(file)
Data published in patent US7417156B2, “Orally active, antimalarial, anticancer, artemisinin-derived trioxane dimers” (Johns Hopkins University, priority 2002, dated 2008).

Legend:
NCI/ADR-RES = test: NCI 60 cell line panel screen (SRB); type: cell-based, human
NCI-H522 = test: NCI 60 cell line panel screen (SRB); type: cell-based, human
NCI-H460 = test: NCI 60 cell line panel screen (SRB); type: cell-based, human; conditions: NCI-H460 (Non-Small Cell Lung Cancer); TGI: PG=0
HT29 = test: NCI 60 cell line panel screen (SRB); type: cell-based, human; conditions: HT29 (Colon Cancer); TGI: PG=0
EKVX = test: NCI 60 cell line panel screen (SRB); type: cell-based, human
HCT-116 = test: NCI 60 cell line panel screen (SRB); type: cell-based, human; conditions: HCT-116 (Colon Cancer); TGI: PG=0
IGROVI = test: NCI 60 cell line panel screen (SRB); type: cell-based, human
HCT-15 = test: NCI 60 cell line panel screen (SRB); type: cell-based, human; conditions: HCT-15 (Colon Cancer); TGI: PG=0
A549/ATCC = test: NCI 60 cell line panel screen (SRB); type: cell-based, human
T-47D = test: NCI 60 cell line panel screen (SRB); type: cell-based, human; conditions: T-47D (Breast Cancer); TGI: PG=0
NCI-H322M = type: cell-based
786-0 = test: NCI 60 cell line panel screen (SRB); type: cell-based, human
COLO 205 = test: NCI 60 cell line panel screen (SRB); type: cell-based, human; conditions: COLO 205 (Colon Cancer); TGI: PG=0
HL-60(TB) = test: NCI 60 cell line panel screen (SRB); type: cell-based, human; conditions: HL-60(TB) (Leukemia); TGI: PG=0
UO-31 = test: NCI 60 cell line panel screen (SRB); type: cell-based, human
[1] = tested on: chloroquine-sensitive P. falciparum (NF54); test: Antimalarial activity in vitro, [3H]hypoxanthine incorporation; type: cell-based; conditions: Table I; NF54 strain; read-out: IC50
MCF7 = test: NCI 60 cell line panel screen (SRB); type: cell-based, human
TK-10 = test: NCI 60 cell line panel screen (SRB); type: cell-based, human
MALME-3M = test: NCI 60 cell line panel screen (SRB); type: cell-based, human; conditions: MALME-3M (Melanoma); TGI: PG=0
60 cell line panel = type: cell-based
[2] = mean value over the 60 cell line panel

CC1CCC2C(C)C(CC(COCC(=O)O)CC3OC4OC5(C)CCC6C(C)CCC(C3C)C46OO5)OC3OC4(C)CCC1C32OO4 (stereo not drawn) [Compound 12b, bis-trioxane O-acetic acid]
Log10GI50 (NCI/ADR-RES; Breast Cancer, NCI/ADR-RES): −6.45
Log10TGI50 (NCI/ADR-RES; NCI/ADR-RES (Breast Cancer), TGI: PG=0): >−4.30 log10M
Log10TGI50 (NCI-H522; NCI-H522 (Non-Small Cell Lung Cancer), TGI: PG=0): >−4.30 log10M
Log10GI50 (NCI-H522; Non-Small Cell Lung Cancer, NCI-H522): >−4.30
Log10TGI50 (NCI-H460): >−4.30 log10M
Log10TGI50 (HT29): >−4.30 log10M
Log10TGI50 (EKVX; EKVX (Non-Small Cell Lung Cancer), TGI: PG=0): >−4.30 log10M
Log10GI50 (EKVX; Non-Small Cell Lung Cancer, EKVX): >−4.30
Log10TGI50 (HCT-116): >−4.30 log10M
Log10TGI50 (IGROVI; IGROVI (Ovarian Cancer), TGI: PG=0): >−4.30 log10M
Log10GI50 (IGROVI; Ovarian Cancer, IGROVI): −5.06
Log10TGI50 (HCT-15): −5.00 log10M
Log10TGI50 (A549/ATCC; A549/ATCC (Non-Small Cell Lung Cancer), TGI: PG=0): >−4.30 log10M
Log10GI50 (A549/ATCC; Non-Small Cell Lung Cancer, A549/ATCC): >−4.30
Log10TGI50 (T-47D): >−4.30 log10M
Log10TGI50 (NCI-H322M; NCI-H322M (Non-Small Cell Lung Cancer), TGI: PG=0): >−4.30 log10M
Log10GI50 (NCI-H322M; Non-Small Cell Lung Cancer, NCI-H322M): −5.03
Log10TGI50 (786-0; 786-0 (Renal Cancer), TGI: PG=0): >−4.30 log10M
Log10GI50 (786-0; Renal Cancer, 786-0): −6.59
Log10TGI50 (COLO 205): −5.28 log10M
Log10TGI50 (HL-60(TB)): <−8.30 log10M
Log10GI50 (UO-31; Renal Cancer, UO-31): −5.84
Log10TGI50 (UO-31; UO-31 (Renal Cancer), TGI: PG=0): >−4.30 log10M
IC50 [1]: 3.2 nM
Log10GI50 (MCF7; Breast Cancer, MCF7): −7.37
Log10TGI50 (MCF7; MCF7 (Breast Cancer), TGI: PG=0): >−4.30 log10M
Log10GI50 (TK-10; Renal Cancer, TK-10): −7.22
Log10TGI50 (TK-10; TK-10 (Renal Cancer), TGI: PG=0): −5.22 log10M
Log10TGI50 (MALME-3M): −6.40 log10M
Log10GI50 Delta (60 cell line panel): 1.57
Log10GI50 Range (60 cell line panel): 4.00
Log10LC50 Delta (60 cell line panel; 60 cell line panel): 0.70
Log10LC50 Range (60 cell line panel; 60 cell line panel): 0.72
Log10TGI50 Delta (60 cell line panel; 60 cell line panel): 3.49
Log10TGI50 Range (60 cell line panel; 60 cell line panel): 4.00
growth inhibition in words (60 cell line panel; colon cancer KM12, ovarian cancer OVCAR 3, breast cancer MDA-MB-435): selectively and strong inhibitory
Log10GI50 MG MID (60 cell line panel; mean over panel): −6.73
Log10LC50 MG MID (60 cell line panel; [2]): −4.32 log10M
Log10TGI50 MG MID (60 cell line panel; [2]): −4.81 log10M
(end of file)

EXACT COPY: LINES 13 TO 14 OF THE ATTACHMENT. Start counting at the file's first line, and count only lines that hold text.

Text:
NCI-H322M = type: cell-based
786-0 = test: NCI 60 cell line panel screen (SRB); type: cell-based, human